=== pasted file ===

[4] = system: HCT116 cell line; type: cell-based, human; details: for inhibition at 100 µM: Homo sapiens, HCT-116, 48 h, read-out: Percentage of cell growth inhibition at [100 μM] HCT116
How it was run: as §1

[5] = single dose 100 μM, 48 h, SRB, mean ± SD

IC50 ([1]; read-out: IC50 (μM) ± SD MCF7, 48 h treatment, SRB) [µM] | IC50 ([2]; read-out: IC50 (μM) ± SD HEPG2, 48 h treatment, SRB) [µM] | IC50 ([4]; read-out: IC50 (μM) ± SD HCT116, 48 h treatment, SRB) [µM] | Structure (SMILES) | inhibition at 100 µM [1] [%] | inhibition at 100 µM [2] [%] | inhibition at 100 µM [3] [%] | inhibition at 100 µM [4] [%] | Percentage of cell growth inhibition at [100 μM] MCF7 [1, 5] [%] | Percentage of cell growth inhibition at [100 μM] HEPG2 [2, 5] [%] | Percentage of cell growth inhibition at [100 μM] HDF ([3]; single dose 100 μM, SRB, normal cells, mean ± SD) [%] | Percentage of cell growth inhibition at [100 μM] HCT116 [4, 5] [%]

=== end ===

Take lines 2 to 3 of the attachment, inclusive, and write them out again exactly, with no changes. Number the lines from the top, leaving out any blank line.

How it was run: as §1

[5] = single dose 100 μM, 48 h, SRB, mean ± SD